Officers who are part of the Cape Ann Regional Response Team formally train at least twice a month, and gather equipment throughout the year to ready themselves for worst case scenarios.
But, even with all that effort funneled into preparations, the group found a lot of areas for improvement when tested — as they were last Friday, when the team was deployed to the day’s chaos in Watertown that led to the capture of 19-year-old Marathon bombing suspect, Dzhokhar A. Tsarnaev.
”Any after action report includes areas of improvement and you always learn, no team is perfect, you go into these situations and you learn what you can improve,” Rockport Police Lt. Mark Schmink, the tactical team’s leader, said Tuesday.
Though the regional police group found its equipment sufficient as they walked door to door, checking on residents and keeping an eye out for improvised explosive devices and the suspect at large in Watertown Friday, police said the event highlighted some needed upgrades.
To and from Watertown, the Cape Ann group drove a handful of vehicles. The fleet included a CATA bus, painted black and white with tinted windows, that may have sputtered its last miles before pulling back up to the Rockport Police Station Friday night.
”We have to use what we have,” Schmink said of the van donated by Gloucester. “I think it died in the parking lot of the police station when we got home. We had to jump start it just to bring it around back.”
The vehicle had finished the trip, but not without one rusty door flailing open as police drove it during the terrorism response.
Schmink’s report also noted that modernized body armor would lessen the burden of wearing the heavy and hot current equipment. He suggested raising funds for high-tech global positioning devices — not the kind you find on any of today’s smartphones, but the kind that can zero in on longitudinal and latitudinal locations.
Schmink also wrote that the team found their communication technology lacking.
”It was immediately recognized that the team was lacking proper equipment to communicate while out of sight/verbal range of other members,” he wrote.
Schmink acknowledged the team’s issues with the communication equipment and added that they did quickly change channels on their portable radios to clear the communication lines.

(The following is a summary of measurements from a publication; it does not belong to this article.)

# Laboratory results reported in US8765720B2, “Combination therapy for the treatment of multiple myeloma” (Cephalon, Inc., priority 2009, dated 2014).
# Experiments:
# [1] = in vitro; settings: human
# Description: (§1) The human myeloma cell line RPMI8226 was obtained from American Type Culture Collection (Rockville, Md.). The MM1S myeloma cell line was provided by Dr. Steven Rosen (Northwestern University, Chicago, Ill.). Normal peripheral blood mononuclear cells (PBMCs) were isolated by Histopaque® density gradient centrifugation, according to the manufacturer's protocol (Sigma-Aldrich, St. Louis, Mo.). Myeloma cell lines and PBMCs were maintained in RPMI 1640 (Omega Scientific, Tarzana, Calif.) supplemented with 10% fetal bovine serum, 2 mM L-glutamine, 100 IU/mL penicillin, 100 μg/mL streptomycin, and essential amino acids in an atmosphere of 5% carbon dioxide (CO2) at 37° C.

”We actually solved that quickly, but there’s room for improvement there and we need to upgrade our technology to help us out too,” Schmink said.
Cape Ann’s regional team encompasses Rockport, Essex, Manchester and Ipswich. Gloucester recently left the team to join the larger North Eastern Massachusetts Law Enforcement Council team. The Cape Ann team includes 15 members, all of whom dispatched to Boston and Watertown Friday.
The team’s members acquire gear and buy equipment by applying for federal grants, using their uniform allowances given to them by their police departments, and sometimes even paying out of their own pockets. Some of the equipment they use actually belongs to their respective police departments.
”One of the benefits of having a regional team is the ability to pool resources,” Schmink said Tuesday. “Our police departments support us, too, because it benefits our departments, as well.”
He noted that as members of the Cape Ann Regional Response Team, many of the police obtain certification in hostage negotiations, ammunition instruction, and a range of other skills.
Despite the bumps in the road, the Cape Ann team rose to perform its duties during the intense manhunt for Tsarnaev, Schmink said.
”It went extremely well. We did what we were trying to do. We were able to make it home safely and we were able to assist all those agencies that needed the assistance, and that’s what we’re trained for,” Schmink said.
Of the 15 team members, Schmink and 11 others left Monday for New York City to attend a multi-day training session on special weapons and tactics. Members already plan upon their return to meet in a new command center trailer, donated by the Army National Guard and parked in Rockport, where the group will discuss a fund-raiser and prepare grant applications.
Marjorie Nesin can be reached at 978-283-7000, x3451, or at firstname.lastname@example.org.